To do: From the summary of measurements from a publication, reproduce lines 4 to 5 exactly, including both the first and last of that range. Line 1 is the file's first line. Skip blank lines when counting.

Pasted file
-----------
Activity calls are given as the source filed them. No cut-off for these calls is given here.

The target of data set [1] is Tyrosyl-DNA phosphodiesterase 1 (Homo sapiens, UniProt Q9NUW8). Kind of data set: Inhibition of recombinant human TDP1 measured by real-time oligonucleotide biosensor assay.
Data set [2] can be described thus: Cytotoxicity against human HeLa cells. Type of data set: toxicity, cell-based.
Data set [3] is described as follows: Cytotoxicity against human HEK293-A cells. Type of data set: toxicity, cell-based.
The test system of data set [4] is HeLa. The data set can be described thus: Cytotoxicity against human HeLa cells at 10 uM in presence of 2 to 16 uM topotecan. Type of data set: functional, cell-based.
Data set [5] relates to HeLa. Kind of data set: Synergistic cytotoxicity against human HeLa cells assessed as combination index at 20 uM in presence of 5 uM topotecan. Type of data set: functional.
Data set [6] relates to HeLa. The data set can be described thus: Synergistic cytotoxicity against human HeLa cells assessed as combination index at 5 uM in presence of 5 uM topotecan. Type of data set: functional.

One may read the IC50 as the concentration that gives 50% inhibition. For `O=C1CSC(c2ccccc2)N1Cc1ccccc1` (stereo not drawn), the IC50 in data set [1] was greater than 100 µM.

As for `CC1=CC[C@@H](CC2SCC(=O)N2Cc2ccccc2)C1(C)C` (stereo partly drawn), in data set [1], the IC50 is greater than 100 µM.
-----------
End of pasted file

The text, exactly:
Data set [3] is described as follows: Cytotoxicity against human HEK293-A cells. Type of data set: toxicity, cell-based.
The test system of data set [4] is HeLa. The data set can be described thus: Cytotoxicity against human HeLa cells at 10 uM in presence of 2 to 16 uM topotecan. Type of data set: functional, cell-based.